Antenna theory it seems is always described assuming that the transmitted or received signal being talked about is a pure sine wave usually at the resonant frequency. Standing waves for example are always depicted as perfect sine waves.

So everyone gets the impression that the waveforms on our antennas and transmission lines are all perfect sine waves.

However, it seems to me that the signals on an antenna including standing waves are hardly ever a perfect sine wave and are usually not exactly at the resonant frequency. For example, an LSB voice signal does not look like a perfect sine wave at all.

Do antennas work differently for perfect sine waves than for the far more usual messy looking waveforms i see on my oscilloscope ?

  • 1
    $\begingroup$ > are hardly ever a sine wave. Why do you think that? If you look on an oscilloscope, you'll find they are very much sine waves. The modulation makes very little difference to the sine-ness of them. I guess you could call them 99.9% sinusoidal, which would be indistinguishable to the naked eye. $\endgroup$
    – tomnexus
    Dec 4, 2019 at 12:30
  • $\begingroup$ @tomnexus i changed the question a bit to clarify. $\endgroup$
    – Andrew
    Dec 4, 2019 at 21:39

1 Answer 1


No, because of the superposition principle. Every signal that isn't a sine wave is expressible as a sum of sine waves, and an antenna's response to the sum of two signals is the sum of its responses to the separate signals. This property is called "linearity" and it's true as long as you don't run excessively large amounts of power through the antenna (approaching power levels that would destroy it anyway).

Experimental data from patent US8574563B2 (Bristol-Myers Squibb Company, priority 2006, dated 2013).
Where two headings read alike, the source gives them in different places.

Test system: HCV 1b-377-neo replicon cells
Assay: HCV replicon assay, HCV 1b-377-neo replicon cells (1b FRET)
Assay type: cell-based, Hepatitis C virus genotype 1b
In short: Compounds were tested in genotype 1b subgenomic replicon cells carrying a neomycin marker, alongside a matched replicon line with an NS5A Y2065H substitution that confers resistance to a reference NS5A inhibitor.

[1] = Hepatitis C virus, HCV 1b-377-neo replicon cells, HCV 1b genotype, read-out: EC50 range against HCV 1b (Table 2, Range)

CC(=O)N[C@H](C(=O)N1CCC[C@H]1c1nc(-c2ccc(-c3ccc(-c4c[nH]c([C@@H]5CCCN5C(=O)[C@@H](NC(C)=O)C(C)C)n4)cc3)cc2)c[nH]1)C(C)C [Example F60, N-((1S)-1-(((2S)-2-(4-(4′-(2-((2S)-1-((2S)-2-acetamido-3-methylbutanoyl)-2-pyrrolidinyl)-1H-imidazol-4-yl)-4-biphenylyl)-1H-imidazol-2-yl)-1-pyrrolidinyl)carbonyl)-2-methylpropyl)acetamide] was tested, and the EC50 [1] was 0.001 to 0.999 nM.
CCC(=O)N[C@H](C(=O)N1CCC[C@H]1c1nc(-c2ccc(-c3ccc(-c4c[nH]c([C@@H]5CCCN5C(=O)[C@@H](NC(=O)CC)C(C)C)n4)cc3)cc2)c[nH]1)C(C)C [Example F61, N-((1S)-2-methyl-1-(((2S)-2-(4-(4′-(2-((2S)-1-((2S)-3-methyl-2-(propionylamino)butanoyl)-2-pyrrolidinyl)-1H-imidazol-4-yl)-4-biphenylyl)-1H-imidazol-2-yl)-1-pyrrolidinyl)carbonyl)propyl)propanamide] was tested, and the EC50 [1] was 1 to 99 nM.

• $\begingroup$ Superposition is the answer, but when I was at MIT the past I didn't buy was linearity. Everything I knew was non-linear. $\endgroup$
    – cmm
    Dec 4, 2019 at 18:57
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    $\begingroup$ Id suggest looking at the modulation frequency, say 2kHz, modulation an 80 M carrier at 3.5 MHz. That is an almost 2000::1 ratio. If you look close enough at the resultant signal, it is a sin wave. $\endgroup$
    – cmm
    Dec 4, 2019 at 18:59
  • $\begingroup$ @cmm well, everything is nonlinear, but antennas are linear enough until suddenly they're not. I also agree with your point, but I didn't want to complicate things by mentioning it as well :) $\endgroup$ Dec 4, 2019 at 23:01
  • $\begingroup$ I am K1UZK. Pleased to meet you. It pissed me off and confused me in early EE courses because I knew that resistors were inductors, and wires had mutual capacitance and Inductamce, and the response from T $\endgroup$
    – cmm
    Dec 5, 2019 at 1:18
  • $\begingroup$ TAs was to just put my head down and ignore what I knew from experience was true. Finally got a professor, Dr. Robert Burns, who didn't tell me I was stupid. We talked in useful depth about models, linear regions, and the range over which each approximation applied. Finally, a teacher worthy of the institution. $\endgroup$
    – cmm
    Dec 6, 2019 at 11:43

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